The death of Osama Bin Laden banishes a spectre that has haunted the west for more than a decade. Successive US presidents vowed to kill or capture the man responsible for the worst terrorist atrocity in American history. Now, just a few months before the tenth anniversary of the attacks of 11 September 2001, Barack Obama has at last succeeded where Bill Clinton and George W Bush failed. The raid by US special forces was a triumph for the president. As his chief counterterrorism adviser, John Brennan, remarked: "It was one of the gutsiest calls of any president in recent memory." Mr Obama's measured response to the news of Bin Laden's death marked a welcome departure from the Bush administration, which crassly declared after the capture of Saddam Hussein: "We got him."
That it took an elite squad of US Navy Seals just 40 minutes to kill the al-Qaeda leader gives the lie to the claim that it was necessary to invade and occupy Afghanistan in order to protect the US from terrorist attack. In a leader published on 1 October 2001, we called for a limited intervention
in Afghanistan, including commando raids with "the specific aim" of capturing Bin Laden and his closest allies. Yet, in his haste to retaliate, Mr Bush launched a deluded global "war on terror", declaring: "You're either with us or against us."
As a result, many with no interest in Bin Laden's quest to establish an Islamic caliphate felt compelled to side with al-Qaeda. The Bush administration compounded this error with the invasion of Iraq - an unnecessary war - the CIA torture of al-Qaeda suspects and the illegal detention of more than 700 people at Guantanamo Bay in Cuba.
In the hours following Bin Laden's death, apologists for torture rushed to claim that the use of "enhanced interrogation techniques", such as waterboarding, had yielded the key intelligence on his whereabouts. Yet were this the case (and the former US defence secretary Donald Rumsfeld insists that it was not), the US would surely have succeeded in locating the al-Qaeda founder before 2006, the final year that such techniques were used.
Bin Laden's death robs the Islamist group of its symbolic figurehead. But due to the decentralised nature of the movement or franchise, his end is of little practical significance. As Olivier Roy writes on page 22, politically at least, "Bin Laden was already dead before the Americans attacked his compound in Abbottabad." The Arab Spring demonstrated that the people of the region yearn for secular democracy, not theocratic dictatorship. For the protesters of Egypt, Tunisia and Libya, preoccupied with corruption, rising food prices and mass unemployment, Bin Laden became irrelevant long ago. Yet, as Mehdi Hasan points out on page 26, the uncomfortable truth remains that he still had the support and trust of, among others, one in three Palestinians, one in four Indonesians and one in five Egyptians. The dismal response of Hamas, which condemned the "assassination and the killing of an Arab holy warrior", was a reminder of the sympathy that many feel, even now, for him and his cause.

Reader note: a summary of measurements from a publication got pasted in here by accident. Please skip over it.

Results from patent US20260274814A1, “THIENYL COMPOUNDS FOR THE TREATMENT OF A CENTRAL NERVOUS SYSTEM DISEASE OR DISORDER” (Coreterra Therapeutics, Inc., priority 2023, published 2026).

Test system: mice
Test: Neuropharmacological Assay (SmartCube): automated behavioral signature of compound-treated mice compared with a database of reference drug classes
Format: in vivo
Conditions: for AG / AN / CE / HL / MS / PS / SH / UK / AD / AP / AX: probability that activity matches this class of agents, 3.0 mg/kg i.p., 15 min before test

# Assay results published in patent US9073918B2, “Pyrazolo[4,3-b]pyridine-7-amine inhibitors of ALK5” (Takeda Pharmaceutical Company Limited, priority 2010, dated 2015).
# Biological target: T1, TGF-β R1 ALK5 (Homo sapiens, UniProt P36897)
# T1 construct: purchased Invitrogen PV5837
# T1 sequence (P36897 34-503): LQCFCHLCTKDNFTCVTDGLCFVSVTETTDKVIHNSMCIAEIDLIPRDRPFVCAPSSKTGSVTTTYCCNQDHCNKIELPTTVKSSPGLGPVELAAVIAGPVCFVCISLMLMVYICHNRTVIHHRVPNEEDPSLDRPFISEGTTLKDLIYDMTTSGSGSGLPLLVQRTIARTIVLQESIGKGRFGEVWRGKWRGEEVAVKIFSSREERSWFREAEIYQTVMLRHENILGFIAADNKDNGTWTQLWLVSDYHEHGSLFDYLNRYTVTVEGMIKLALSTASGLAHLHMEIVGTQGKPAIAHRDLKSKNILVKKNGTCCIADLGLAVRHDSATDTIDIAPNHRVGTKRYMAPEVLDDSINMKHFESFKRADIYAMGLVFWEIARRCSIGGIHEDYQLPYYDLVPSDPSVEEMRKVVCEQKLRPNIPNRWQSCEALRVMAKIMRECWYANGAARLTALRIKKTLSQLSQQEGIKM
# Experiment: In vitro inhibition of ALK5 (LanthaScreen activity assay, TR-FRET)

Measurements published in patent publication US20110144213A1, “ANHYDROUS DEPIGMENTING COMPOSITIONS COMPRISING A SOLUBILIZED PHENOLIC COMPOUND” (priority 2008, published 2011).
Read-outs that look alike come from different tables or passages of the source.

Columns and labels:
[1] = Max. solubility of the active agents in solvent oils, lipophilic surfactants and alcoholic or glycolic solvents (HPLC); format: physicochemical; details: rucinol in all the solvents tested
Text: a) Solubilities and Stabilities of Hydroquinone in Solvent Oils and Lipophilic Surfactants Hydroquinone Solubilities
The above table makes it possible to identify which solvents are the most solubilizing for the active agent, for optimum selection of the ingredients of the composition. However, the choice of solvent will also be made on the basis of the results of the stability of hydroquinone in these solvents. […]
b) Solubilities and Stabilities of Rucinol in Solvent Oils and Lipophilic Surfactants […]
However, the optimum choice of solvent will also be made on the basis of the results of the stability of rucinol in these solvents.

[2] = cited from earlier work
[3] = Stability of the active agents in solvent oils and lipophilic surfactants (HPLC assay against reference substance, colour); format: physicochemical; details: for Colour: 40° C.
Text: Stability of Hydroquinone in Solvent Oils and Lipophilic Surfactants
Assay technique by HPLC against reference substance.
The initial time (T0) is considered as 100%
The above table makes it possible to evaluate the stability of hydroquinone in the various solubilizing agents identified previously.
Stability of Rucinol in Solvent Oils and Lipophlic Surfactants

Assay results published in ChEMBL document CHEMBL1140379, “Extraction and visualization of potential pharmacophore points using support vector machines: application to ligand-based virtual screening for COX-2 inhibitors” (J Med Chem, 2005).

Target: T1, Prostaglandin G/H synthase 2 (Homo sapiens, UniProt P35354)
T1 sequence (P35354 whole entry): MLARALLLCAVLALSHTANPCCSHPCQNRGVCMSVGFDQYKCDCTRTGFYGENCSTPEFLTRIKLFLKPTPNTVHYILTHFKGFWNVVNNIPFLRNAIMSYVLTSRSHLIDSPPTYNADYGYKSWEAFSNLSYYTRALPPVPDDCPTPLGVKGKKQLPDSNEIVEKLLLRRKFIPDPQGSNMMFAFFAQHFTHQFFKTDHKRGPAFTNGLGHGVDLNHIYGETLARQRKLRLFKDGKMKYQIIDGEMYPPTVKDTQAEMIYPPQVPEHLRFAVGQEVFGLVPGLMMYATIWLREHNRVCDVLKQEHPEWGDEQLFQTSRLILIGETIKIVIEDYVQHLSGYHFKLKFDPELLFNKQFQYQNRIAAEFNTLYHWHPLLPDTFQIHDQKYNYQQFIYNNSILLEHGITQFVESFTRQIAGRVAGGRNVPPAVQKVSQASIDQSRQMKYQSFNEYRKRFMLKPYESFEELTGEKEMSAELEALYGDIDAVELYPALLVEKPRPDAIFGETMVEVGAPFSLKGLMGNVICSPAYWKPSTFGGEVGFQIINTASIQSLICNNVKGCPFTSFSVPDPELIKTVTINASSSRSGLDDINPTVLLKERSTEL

That Bin Laden was discovered not in the caves of Afghanistan or the tribal regions of Pakistan but in a comfortable garrison town offers new evidence of possible collusion between Pakistan and al-Qaeda. However, no country has suffered more from terrorism in recent years than Pakistan. Since 2001, terrorists have killed nearly 15,000 civilians in that disturbed nuclear state.
Mr Obama now has the political cover necessary to order an accelerated withdrawal from Afghanistan in July. As we have long argued, the US should abandon what has become an unwinnable war and open high-level talks with the Taliban. But, more significantly, Mr Obama has an opportunity to fulfil his original promise to heal the rift between the US and the Muslim world.
A decade of war and occupation has left the world neither freer nor safer. Bin Laden's death provides the US president with a chance to chart a difference course. It is one he must take.